When's the right time to buy a home?
The millennial market has been a hot market that has picked up pace in buying homes over the last few years. Many millennia’s that haven’t yet purchased a new home but want to do so find themselves wondering if they should purchase a new home and stop wasting money in rent each month. Weston Dean Custom Homes, a premier Boerne Custom Homebuilder
, shares why student loans shouldn’t scare buyers away from investing in a new home that will serve them better in the long run.
Since purchasing a new home is one of the biggest financial decisions anyone will make in their life, it is best to way the pros and cons of if buying a new home is the right decision for you.
The first step you should take is to decide if it makes sense for you to become a homeowner at this stage of your life. Writing a check each month for rent may seem like you’re throwing money away, however piling mortgage debt on top of student loan debt can create a long-term budget crunch that you don’t want to get yourself trapped into, if you aren’t ready financially.
Student loan debt goes towards your education, which cannot be taken away. However, if you purchase a house outside what you can afford each month, your house is something than can and will be taken away from you.
Along with your credit score, your debt-to-income ratio is the most important thing to look at before considering buying a home. It is also the first thing banks will look at before issuing a loan for a home as well. Your loan amount will be dependent upon your ability to repay.
To figure out what your ratio is, add up all of your monthly debts. These debts are things such as your car, student loan, credit card expenses, potential mortgage payment, and then divide that number by your gross monthly income. In order for your mortgage to be backed by the government, this number cannot be higher than 43%.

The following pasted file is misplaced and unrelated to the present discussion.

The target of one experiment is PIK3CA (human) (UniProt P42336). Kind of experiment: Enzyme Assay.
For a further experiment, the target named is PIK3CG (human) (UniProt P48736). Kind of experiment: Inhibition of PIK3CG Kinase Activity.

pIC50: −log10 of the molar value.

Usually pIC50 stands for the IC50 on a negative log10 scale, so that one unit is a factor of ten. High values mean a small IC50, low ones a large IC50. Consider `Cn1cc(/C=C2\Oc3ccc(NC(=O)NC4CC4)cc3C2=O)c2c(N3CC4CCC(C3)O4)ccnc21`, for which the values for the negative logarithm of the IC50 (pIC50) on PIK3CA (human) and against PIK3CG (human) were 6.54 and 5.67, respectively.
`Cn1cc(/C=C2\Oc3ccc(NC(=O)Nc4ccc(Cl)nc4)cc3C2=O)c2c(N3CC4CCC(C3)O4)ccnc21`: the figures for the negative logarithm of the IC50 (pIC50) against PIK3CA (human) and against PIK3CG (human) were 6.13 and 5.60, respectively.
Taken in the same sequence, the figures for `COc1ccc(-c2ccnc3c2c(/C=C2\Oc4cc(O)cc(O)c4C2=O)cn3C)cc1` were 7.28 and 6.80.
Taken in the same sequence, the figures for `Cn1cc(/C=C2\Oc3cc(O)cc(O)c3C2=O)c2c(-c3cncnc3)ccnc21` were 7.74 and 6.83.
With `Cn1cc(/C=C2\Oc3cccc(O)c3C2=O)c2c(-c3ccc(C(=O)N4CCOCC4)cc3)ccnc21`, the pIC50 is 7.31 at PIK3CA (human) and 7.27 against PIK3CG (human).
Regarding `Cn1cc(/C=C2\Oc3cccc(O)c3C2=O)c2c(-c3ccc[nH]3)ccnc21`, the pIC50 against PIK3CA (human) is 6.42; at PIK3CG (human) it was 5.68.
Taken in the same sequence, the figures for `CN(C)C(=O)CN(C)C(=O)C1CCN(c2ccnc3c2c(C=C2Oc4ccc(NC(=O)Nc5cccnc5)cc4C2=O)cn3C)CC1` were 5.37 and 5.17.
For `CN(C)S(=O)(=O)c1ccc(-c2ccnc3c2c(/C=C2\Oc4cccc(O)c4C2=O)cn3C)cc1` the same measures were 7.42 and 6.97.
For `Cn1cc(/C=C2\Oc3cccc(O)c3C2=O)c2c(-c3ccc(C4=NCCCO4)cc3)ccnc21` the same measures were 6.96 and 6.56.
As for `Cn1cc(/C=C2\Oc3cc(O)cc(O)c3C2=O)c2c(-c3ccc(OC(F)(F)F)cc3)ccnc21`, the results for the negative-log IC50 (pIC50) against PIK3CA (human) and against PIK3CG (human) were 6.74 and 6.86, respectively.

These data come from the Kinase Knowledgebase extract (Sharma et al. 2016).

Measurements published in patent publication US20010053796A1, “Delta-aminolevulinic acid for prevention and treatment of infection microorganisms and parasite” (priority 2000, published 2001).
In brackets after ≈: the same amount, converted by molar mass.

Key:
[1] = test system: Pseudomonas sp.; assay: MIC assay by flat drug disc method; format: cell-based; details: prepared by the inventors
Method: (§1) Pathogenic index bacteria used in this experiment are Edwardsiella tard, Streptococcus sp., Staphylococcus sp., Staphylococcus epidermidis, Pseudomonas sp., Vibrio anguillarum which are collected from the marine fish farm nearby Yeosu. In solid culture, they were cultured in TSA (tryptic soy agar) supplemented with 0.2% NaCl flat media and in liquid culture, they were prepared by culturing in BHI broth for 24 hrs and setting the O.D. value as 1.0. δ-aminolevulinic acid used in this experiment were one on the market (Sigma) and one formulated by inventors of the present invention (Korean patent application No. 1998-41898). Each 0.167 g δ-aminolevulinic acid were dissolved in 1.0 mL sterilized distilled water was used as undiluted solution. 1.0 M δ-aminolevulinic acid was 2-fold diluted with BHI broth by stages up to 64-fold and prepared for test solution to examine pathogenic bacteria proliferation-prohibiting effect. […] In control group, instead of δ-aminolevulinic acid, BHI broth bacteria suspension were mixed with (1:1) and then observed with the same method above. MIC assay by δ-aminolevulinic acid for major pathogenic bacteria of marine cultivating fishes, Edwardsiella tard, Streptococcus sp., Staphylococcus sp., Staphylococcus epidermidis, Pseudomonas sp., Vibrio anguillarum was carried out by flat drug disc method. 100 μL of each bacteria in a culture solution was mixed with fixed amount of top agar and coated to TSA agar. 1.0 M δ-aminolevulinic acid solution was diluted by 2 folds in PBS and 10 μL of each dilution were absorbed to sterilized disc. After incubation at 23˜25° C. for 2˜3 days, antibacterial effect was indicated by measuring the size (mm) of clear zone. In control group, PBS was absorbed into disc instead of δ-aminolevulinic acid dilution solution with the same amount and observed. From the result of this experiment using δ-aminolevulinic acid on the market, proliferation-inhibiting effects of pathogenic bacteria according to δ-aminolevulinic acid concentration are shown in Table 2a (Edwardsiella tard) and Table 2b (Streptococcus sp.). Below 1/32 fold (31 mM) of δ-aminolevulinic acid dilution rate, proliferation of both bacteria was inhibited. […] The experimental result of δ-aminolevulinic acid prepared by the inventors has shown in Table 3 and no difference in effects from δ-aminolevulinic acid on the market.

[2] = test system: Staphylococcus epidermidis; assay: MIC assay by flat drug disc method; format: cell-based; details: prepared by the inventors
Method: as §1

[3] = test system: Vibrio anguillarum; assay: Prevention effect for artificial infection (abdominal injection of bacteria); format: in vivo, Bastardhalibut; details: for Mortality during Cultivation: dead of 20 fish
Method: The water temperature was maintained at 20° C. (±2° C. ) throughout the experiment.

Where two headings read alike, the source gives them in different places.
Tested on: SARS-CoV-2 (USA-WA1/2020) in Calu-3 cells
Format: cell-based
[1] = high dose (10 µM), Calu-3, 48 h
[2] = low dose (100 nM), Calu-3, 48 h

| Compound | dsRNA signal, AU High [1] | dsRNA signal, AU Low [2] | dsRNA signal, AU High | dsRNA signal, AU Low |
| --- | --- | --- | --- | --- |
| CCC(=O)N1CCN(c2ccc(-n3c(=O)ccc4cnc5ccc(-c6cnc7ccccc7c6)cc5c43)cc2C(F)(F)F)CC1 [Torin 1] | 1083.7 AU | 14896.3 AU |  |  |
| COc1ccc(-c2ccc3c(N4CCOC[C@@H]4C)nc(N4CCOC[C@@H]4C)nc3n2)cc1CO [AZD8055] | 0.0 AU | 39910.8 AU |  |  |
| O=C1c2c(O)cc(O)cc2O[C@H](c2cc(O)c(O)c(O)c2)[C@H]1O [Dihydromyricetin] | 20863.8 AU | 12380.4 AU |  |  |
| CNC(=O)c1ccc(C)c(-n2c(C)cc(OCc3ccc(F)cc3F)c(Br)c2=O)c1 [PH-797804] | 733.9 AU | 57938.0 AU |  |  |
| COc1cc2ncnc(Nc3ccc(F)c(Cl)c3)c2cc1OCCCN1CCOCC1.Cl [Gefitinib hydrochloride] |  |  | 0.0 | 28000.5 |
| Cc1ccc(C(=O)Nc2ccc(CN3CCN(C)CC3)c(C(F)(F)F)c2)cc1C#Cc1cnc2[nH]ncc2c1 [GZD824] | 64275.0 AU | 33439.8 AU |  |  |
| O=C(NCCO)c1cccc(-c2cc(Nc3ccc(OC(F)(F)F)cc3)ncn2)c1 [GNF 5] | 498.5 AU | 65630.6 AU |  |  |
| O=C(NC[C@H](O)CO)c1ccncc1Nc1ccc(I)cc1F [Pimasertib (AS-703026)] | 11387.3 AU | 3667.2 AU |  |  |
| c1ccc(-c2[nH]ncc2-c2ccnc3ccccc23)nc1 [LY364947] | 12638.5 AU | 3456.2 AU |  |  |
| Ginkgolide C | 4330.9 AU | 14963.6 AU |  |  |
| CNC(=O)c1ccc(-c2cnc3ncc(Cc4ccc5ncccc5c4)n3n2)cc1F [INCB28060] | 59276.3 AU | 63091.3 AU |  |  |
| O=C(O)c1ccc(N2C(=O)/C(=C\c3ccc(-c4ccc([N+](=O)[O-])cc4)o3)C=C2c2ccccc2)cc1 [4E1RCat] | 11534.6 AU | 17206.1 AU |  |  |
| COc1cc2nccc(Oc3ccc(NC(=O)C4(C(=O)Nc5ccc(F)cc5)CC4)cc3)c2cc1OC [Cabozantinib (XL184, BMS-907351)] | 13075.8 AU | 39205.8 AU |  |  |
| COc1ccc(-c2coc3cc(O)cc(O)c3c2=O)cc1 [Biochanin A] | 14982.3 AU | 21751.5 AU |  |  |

Low mortgage rates and high rents are what is pushing millennia’s towards purchasing homes and forgoing renting. However, you need to make sure you are at the right place and time in your life to really put roots down and purchase a home. If you only see yourself staying in your current location for two years, than it is more financially responsible to rent than purchase a home. Until you’re ready to stay somewhere more long-term, it is best to wait on buying a home.
When it comes to down payment options, be educated on what your options are to know which one would work best for you.
First, the down payment size will impact the total cost of your loan. A bigger down payment means you will be borrowing less from the bank, which will lower your monthly payment. It can also lower your interest rate, which will reduce how much you will pay over the life of your mortgage.
The average payment of a conventional 30-year mortgage was 17.5% in the fourth quarter of 2015.
If you don’t have a huge down payment saved up, there are options for as little as 3.5% to be put down towards the down payment of a home. The Federal Housing Administration will back mortgages for as little as 3.5% down, but will also equate to higher interest rates on the loan. However, with interest rates still so low, many are taking the leap now because it makes more sense.
When figuring out how much money to put down on your home, do not wipe out your savings account to do so. It is good to keep a cushion over things that you may not expect, like closing costs, home insurance and furniture for your new home.
This simple overview will leave you with the best options to weigh if now is the right time for you to buy a home.